I cannot forgive in the name of my parents. Who is authorized to speak up for the victims? Not even God can do this. As the Jewish Law states: Sins against God will be pardoned on the Day of Atonement. Sins against our neighbors will only be pardoned on the Day of Atonement when our neighbors have pardoned them first.

Your considerate invitation could also induce me to think that it shows that the army has repented for the suffering inflicted on my parents. However, the sage Moshe Maimonides teaches us that we can only know true repentance if the penitent finds himself in the same position he was in when he sinned and then abstains from repeating it.

The issue of pardon is always difficult, and I don’t want you to see a desire for vengeance in my response. Nor is it the result of an incorrect superficiality. Nothing could be further from my way of thinking. I simply do not want to commit a sin of generosity that is not mine to extend. Or a magnanimity that I have no right to show. The rabbis tell us that “he who is merciful to the cruel will feel indifference for the innocent.” You must understand that I cannot act in ways that would be disrespectful to my parents.

Nor on the political plane is it possible for me to be indifferent to the events that my parents experienced. I share the statements by the Bosnian diplomat Sven Alkalaj on the issue of reconciliation: “It cannot be stressed enough that the punishment of the guilty and some measure of justice are absolutely necessary for forgiveness or reconciliation even to be considered. If genocide goes unpunished, it will set a precedent for tomorrow’s genocide. Without justice, there can never be reconciliation and real peace.”

Pardon is a decision that belongs only to the injured party, but my parents cannot have any opinion, because both have died without anybody from the institution that you command having approached them expressing repentance.

As you can appreciate, I have assigned great importance to your letter. My obligation to reject your invitation has served the purpose of letting you know some of my reflections that I have found over the years in the search for answers on such a difficult subject.

The pardon dilemma appears constantly in the biblical texts and in the interpretations by our sages, our prophets and our teachers.

So I have asked my teachers if there is any way to seek forgiveness from a dead person. Thank God there is. And I am more than prepared to help the army receive the pardon of my parents should they wish to ask for it. According to the Halakha (Jewish Law), the offender must state his request for pardon in front of the grave of the offended person.

If you, in the army’s name, wish to act in such a way, it will be my moral duty to accompany you and invite you to fraternally read the psalms of praise that we Jews recite in front of the graves of our loved ones.

/s/ Héctor Timerman

* * *

Buenos Aires, May 21, 2002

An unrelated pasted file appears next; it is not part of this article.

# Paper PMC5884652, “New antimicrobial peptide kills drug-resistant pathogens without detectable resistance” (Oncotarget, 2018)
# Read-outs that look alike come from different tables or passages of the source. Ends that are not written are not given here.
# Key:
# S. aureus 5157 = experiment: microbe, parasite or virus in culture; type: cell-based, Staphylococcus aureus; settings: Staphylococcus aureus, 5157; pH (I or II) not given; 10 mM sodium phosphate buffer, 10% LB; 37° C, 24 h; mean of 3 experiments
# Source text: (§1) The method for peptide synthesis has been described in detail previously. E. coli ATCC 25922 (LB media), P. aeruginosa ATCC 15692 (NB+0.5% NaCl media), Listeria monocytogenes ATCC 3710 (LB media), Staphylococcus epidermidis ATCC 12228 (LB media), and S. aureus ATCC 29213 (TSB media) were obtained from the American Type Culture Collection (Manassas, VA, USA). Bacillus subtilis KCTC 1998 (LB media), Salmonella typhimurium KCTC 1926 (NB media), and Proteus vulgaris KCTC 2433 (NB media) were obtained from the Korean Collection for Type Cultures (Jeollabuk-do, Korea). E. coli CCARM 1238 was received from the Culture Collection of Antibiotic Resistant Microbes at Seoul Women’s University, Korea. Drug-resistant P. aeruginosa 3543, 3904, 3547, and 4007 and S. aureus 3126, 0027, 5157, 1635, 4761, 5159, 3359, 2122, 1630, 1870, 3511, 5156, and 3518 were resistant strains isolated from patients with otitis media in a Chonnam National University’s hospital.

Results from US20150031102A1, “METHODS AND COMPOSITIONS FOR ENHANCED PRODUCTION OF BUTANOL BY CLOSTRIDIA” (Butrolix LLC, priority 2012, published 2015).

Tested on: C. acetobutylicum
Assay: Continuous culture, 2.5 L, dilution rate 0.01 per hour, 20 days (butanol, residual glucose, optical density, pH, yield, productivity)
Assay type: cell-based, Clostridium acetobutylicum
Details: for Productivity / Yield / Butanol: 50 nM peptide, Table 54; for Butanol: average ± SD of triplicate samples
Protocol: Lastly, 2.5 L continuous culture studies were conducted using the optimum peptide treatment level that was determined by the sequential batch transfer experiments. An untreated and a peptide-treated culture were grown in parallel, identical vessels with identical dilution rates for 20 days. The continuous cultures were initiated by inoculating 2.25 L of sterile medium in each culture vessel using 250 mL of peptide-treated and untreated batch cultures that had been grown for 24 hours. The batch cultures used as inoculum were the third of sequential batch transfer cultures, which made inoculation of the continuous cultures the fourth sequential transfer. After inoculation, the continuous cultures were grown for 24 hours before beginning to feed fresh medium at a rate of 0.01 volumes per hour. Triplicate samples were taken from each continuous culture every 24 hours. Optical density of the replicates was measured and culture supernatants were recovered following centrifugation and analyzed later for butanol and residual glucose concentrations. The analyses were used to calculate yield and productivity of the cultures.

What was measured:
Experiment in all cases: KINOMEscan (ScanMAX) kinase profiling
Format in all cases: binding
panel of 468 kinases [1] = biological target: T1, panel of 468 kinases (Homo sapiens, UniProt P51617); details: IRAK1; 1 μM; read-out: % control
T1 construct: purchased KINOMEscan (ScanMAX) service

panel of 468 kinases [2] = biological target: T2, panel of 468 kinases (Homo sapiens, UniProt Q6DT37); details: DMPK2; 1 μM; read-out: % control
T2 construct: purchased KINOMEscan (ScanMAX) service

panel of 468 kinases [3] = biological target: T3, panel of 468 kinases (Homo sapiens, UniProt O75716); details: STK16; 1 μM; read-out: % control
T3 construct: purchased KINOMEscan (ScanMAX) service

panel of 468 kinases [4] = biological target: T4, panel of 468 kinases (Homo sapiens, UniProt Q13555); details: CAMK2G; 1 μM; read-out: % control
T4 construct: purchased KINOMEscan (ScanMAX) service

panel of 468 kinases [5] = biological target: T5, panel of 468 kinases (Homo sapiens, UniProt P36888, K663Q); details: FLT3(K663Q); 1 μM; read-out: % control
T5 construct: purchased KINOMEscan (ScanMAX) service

Argentine Army
Head of the Army High Command

Distinguished Sir,

I read your reply to my invitation carefully and with sadness, and wish to reply to it privately to express my deepest feelings.

The Institutional Communications Course [to which you were invited to speak] has been offered by the army for a number of years to the heads of the press and public relations departments of every unit. This year fifteen colonels from all over the country have been requested to attend as well.

This is not a propaganda exercise but rather an educational one that is necessary so that in each regiment, each brigade, the army can fulfill the demands of citizens who “want to know what it is all about”–in other words, to improve and make public our way of life and our activities.

Journalists and communications and advertising professionals who have spoken at these events in the past are far from being obsequious collaborators with the army and ignoring or justifying illegal activities. I regret that you have decided not to join them.

I am sorry to hear that the invitation to speak at the course has reawakened the pain you hold in your heart, which does not allow conciliatory feelings.

The army has publicly acknowledged its responsibilities for the violent and sorrowful past that affected us all. For some time now I myself have tried to contribute sincerely and honestly to reconciliation among all Argentines.

Your father’s painful case is one among many regrettable events of that past. The pain, the love, the experience, are not transferable, but believe me that I understand you, you and each family that mourns a loved one.

As the head of this institution, but especially as a human being, let me air a few ideas.

We Christians forgive unreservedly, no matter what the offense was, and independently of the sincerity of the penitent. I am convinced that forgiveness and truth are essential steps to a definite reconciliation. Our religions, which hold so many teachings in common, should allow ecumenical encounters at which we could shake hands.

I suggest that you meditate on the following words by Shakespeare, which I believe are from The Merchant of Venice: “The quality of mercy is not strained;/It droppeth as the gentle rain from heaven/Upon the place beneath. It is twice blest;/It blesseth him that gives and him that takes.”

Again, at your service and with my profoundest respects,

/s/ Gen. Ricardo Brinzoni